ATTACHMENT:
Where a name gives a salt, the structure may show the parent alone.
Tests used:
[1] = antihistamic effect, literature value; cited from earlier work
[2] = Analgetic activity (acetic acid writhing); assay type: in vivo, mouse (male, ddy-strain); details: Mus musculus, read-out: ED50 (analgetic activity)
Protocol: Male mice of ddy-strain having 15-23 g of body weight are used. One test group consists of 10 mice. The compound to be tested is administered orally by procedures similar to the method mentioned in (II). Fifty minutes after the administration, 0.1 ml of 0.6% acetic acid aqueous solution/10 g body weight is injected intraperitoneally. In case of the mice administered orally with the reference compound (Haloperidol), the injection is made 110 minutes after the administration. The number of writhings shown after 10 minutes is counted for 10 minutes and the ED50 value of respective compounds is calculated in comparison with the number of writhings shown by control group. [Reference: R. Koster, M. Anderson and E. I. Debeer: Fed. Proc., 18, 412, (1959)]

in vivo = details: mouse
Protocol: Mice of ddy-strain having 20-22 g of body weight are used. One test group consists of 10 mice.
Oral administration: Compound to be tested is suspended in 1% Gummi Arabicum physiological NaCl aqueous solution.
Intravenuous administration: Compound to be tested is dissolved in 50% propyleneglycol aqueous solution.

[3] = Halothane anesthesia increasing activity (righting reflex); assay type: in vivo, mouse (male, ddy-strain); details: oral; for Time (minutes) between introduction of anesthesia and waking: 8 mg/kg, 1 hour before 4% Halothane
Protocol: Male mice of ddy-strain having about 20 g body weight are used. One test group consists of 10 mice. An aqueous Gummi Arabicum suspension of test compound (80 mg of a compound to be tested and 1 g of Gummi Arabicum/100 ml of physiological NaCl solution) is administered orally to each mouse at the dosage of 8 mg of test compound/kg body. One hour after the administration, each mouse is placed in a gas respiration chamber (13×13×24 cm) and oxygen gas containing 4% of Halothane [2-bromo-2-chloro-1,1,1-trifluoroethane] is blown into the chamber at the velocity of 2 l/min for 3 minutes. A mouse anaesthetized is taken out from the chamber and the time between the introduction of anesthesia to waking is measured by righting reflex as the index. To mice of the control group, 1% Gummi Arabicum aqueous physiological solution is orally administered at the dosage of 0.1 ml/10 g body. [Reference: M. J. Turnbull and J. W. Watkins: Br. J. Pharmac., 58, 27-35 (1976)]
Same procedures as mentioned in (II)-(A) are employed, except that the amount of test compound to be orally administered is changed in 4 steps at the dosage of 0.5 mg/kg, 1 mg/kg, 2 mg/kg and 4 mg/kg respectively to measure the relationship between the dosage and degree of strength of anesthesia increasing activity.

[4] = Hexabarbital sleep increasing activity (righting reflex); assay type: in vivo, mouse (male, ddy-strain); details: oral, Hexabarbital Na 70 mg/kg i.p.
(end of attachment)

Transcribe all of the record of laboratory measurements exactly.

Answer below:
Where a name gives a salt, the structure may show the parent alone.
Tests used:
[1] = antihistamic effect, literature value; cited from earlier work
[2] = Analgetic activity (acetic acid writhing); assay type: in vivo, mouse (male, ddy-strain); details: Mus musculus, read-out: ED50 (analgetic activity)
Protocol: Male mice of ddy-strain having 15-23 g of body weight are used. One test group consists of 10 mice. The compound to be tested is administered orally by procedures similar to the method mentioned in (II). Fifty minutes after the administration, 0.1 ml of 0.6% acetic acid aqueous solution/10 g body weight is injected intraperitoneally. In case of the mice administered orally with the reference compound (Haloperidol), the injection is made 110 minutes after the administration. The number of writhings shown after 10 minutes is counted for 10 minutes and the ED50 value of respective compounds is calculated in comparison with the number of writhings shown by control group. [Reference: R. Koster, M. Anderson and E. I. Debeer: Fed. Proc., 18, 412, (1959)]

in vivo = details: mouse
Protocol: Mice of ddy-strain having 20-22 g of body weight are used. One test group consists of 10 mice.
Oral administration: Compound to be tested is suspended in 1% Gummi Arabicum physiological NaCl aqueous solution.
Intravenuous administration: Compound to be tested is dissolved in 50% propyleneglycol aqueous solution.

[3] = Halothane anesthesia increasing activity (righting reflex); assay type: in vivo, mouse (male, ddy-strain); details: oral; for Time (minutes) between introduction of anesthesia and waking: 8 mg/kg, 1 hour before 4% Halothane
Protocol: Male mice of ddy-strain having about 20 g body weight are used. One test group consists of 10 mice. An aqueous Gummi Arabicum suspension of test compound (80 mg of a compound to be tested and 1 g of Gummi Arabicum/100 ml of physiological NaCl solution) is administered orally to each mouse at the dosage of 8 mg of test compound/kg body. One hour after the administration, each mouse is placed in a gas respiration chamber (13×13×24 cm) and oxygen gas containing 4% of Halothane [2-bromo-2-chloro-1,1,1-trifluoroethane] is blown into the chamber at the velocity of 2 l/min for 3 minutes. A mouse anaesthetized is taken out from the chamber and the time between the introduction of anesthesia to waking is measured by righting reflex as the index. To mice of the control group, 1% Gummi Arabicum aqueous physiological solution is orally administered at the dosage of 0.1 ml/10 g body. [Reference: M. J. Turnbull and J. W. Watkins: Br. J. Pharmac., 58, 27-35 (1976)]
Same procedures as mentioned in (II)-(A) are employed, except that the amount of test compound to be orally administered is changed in 4 steps at the dosage of 0.5 mg/kg, 1 mg/kg, 2 mg/kg and 4 mg/kg respectively to measure the relationship between the dosage and degree of strength of anesthesia increasing activity.

[4] = Hexabarbital sleep increasing activity (righting reflex); assay type: in vivo, mouse (male, ddy-strain); details: oral, Hexabarbital Na 70 mg/kg i.p.